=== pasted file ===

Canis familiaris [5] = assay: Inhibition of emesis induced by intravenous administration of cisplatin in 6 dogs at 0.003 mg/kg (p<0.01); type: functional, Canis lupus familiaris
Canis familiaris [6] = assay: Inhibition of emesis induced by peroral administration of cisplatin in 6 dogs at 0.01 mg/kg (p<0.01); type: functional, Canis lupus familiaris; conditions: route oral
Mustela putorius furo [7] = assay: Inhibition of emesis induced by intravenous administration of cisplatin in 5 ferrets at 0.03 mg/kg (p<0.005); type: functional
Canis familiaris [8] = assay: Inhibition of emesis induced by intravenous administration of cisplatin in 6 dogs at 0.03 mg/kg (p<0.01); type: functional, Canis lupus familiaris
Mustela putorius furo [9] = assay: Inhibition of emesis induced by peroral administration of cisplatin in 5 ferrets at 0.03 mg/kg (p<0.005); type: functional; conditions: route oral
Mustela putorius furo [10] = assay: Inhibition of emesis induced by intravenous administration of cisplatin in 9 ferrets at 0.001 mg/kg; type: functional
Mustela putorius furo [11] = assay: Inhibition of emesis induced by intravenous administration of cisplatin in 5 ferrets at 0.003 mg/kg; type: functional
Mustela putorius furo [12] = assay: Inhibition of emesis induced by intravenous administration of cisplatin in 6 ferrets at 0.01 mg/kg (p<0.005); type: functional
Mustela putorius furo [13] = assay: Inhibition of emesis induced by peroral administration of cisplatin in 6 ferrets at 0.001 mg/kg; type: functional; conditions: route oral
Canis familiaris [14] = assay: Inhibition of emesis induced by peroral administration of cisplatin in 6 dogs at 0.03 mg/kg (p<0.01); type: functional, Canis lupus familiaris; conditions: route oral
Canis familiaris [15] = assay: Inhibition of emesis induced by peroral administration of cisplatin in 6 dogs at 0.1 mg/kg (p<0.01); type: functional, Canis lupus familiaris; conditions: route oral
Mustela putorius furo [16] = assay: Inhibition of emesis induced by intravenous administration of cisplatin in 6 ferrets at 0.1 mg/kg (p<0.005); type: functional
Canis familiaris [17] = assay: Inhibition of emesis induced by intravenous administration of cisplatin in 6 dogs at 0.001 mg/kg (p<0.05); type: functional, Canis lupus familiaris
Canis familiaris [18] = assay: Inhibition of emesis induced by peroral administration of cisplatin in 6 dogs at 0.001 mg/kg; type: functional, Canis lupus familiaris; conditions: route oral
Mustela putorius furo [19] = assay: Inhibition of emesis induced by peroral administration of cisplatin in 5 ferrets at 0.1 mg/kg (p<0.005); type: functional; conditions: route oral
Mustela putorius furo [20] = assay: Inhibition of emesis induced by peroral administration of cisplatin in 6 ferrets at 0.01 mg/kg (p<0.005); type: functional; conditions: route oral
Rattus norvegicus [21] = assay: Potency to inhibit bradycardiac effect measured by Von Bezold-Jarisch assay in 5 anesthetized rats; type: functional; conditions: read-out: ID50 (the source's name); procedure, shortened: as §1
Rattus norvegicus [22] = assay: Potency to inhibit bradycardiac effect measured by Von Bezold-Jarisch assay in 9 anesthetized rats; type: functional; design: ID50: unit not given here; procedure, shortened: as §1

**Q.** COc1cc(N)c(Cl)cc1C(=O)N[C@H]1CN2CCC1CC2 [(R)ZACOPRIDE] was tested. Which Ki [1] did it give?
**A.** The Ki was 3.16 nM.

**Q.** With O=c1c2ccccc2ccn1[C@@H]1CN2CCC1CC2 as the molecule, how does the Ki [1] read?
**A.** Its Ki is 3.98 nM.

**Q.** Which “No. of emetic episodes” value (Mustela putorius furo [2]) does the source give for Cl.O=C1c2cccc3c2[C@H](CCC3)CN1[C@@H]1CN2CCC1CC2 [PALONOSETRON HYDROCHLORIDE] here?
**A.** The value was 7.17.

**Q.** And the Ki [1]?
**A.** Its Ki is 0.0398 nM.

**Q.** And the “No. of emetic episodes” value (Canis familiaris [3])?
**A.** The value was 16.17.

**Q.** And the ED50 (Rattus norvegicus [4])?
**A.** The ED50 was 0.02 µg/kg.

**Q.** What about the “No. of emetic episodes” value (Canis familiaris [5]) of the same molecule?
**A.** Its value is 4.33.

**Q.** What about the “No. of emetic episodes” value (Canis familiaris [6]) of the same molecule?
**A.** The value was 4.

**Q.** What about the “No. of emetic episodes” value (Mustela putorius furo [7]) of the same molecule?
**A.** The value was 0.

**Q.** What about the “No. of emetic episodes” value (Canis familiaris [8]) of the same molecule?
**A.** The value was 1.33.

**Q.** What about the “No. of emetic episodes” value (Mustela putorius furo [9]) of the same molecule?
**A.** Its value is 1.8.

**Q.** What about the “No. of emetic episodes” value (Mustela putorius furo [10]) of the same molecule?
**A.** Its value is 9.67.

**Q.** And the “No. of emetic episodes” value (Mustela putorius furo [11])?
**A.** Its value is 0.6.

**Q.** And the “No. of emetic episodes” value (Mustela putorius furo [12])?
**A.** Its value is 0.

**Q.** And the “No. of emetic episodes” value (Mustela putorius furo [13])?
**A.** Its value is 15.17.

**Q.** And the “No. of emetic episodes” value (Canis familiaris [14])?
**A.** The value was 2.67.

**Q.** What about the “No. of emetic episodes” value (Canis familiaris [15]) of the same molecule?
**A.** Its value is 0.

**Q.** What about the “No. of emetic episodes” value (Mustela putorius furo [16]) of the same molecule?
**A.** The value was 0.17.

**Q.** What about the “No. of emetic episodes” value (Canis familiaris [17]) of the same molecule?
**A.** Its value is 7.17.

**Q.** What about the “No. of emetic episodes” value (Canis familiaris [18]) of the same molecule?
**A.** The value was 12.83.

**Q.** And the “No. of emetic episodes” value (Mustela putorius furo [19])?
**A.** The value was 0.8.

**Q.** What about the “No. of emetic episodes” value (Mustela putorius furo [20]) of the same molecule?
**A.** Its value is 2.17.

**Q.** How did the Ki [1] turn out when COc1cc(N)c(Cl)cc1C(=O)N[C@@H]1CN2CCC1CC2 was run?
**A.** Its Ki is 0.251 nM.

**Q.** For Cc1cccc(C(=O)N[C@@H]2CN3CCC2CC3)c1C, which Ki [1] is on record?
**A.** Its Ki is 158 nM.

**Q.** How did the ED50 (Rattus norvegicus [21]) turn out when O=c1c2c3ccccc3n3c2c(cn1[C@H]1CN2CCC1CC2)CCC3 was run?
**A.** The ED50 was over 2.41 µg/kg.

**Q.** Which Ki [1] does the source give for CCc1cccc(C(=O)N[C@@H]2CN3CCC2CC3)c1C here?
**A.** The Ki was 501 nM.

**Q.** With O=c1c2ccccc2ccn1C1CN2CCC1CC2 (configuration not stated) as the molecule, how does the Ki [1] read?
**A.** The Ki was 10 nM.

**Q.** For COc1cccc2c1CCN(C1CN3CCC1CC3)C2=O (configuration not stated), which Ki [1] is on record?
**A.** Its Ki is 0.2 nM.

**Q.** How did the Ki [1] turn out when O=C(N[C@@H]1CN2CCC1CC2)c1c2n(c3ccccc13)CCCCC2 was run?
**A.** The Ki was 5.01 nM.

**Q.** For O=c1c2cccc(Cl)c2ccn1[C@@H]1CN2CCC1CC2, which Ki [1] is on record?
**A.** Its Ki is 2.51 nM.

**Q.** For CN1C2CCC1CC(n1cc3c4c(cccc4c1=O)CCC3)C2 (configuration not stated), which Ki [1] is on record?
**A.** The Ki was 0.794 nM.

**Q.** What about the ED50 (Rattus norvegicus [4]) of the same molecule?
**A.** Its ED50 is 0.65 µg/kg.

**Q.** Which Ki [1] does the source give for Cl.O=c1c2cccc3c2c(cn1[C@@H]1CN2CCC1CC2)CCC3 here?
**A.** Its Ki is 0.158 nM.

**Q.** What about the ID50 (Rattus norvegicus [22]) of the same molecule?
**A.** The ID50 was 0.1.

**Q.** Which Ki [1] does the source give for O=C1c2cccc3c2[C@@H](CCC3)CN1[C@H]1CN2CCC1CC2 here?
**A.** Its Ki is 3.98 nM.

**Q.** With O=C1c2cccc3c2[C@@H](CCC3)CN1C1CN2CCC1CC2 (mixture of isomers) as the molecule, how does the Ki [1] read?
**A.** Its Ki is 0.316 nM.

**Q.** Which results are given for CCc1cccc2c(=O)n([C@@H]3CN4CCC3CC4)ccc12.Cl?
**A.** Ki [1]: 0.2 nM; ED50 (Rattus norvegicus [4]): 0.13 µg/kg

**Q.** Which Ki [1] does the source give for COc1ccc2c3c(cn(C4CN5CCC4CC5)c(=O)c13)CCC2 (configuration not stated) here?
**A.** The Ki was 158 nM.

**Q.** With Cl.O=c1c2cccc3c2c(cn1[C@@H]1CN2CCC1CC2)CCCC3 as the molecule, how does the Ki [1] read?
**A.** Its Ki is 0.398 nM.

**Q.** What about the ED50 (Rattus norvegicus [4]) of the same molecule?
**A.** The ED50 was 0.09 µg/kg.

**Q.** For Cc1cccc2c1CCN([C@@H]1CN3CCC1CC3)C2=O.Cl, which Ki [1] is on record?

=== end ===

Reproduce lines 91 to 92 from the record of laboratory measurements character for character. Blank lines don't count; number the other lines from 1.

**Q.** Which results are given for CCc1cccc2c(=O)n([C@@H]3CN4CCC3CC4)ccc12.Cl?
**A.** Ki [1]: 0.2 nM; ED50 (Rattus norvegicus [4]): 0.13 µg/kg